Longitudinal changes in Mediterranean diet and transition between different obesity phenotypes

Autores: Konieczna, J.; Yañez, A.; Monino, M. ; Babio, N. ; Toledo Atucha, Estefanía; Martínez González, Miguel Ángel; Sorli, J. V. ; Salas-Salvado, J.; Estruch, R. ; Ros, E.; Alonso-Gómez, A.; Schroder, H.; Lapetra, J. ; Serra-Majem, L.; Pinto, X.; Gutiérrez-Bedmar, M. ; Díaz-López, A.; González, J. I. ; Fito, M.; Forga, L.; Fiol, M.; Romaguera, D (Autor de correspondencia)
Título de la revista: CLINICAL NUTRITION
ISSN: 0261-5614
Volumen: 39
Número: 3
Páginas: 966 - 975
Fecha de publicación: 2020
Lugar: WOS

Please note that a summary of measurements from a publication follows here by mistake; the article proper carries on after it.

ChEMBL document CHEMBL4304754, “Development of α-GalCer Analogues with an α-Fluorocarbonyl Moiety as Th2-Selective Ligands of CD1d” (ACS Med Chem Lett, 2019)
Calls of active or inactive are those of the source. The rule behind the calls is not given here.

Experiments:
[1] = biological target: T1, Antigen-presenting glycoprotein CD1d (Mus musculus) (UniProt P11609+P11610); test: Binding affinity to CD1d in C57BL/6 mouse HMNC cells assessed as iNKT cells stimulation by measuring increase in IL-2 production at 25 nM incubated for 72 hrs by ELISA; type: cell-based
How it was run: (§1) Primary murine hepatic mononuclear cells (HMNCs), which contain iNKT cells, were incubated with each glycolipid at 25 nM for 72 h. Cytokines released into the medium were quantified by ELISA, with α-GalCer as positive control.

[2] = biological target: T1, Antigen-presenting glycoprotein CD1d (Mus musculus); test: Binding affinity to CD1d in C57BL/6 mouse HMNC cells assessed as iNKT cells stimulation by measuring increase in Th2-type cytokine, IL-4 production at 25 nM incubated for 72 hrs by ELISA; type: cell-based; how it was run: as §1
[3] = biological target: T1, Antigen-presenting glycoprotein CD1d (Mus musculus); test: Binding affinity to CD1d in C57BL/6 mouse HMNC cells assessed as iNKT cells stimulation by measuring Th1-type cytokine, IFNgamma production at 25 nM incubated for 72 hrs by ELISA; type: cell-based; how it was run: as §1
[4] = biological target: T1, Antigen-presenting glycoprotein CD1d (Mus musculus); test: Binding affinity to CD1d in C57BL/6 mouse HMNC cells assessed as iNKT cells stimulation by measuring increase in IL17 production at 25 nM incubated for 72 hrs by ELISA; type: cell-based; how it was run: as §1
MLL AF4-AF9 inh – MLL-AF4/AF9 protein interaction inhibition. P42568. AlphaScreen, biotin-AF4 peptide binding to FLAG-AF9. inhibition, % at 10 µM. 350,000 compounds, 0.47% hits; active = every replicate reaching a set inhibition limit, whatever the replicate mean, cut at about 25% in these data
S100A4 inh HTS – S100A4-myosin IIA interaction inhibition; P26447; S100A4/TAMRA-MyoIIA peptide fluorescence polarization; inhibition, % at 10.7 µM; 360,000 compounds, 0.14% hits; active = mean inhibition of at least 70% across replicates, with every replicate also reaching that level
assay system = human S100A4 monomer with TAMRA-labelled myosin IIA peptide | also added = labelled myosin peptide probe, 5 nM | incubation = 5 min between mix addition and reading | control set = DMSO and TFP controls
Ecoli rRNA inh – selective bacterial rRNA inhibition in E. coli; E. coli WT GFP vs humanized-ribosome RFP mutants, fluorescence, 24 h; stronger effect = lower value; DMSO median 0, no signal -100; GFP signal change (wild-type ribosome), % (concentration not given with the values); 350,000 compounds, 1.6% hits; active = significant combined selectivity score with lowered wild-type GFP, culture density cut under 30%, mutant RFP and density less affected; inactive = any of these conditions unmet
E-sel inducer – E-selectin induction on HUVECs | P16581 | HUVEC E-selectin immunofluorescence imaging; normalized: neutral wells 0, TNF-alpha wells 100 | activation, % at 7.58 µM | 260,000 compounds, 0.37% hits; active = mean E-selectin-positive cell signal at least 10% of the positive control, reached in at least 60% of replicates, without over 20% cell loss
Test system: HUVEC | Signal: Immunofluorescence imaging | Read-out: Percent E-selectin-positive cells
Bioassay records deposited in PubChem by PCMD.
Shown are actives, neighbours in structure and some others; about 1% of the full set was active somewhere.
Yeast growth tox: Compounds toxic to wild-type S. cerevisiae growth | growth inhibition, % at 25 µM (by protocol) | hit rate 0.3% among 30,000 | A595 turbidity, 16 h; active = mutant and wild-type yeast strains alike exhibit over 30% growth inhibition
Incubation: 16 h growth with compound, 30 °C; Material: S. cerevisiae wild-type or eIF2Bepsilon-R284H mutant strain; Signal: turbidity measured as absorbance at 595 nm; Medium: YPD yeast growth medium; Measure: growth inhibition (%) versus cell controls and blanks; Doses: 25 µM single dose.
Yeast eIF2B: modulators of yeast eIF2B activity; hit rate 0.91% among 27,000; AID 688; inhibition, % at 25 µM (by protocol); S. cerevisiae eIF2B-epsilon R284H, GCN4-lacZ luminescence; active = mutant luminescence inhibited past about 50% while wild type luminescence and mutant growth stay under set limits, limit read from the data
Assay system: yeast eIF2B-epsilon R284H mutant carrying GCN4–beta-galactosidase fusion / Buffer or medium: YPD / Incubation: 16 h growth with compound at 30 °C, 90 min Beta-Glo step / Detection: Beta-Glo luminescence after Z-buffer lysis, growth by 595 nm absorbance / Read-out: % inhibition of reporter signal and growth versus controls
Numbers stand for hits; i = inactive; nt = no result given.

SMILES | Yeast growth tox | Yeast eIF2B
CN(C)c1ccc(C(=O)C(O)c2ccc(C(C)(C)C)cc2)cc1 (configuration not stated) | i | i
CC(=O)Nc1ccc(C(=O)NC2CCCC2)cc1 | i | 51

Background & aims: Little is known about the impact of specific dietary patterns on the development of obesity phenotypes. We aimed to determine the association of longitudinal changes in adherence to the traditional Mediterranean diet (MedDiet) with the transition between different obesity phenotypes. Methods: Data of 5801 older men and women at high cardiovascular risk from PREDIMED trial were used. Adherence to MedDiet was measured with the validated 14p-Mediterranean Diet Adherence Screener (MEDAS). Using the simultaneous combination of metabolic health- and body size-related parameters participants were categorized into one of four phenotypes: metabolically healthy and abnormal obese (MHO and MAO), metabolically healthy and abnormal non-obese (MHNO and MANO). Cox regression models with yearly repeated measures during 5-year of follow-up were built with use of Markov chain assumption. Results: Each 2-point increase in MEDAS was associated with the following transitions: in MAO participants, with a 16% (95% CI 3-31%) greater likelihood of becoming MHO; in MHO participants with a 14% (3-23%) lower risk of becoming MAO; in MHNO participants with a 18% (5-30%) lower risk of becoming MHO. In MANO women, but not in men, MEDAS was associated with 20% (5-38%) greater likely of becoming MHNO (p for interaction by gender 0.014). No other significant associations were observed. Conclusions: Better adherence to the traditional MedDiet is associated with transitions to healthier phenotypes, promoting metabolic health improvement in MAO, MANO (only in women), and MHO, as well as protecting against obesity incidence in MHNO subjects. Keywords: Mediterranean diet; Metabolically abnormal non-obese; Metabolically healthy obese; Obesity phenotypes; The PREDIMED trial; Transition probabilities.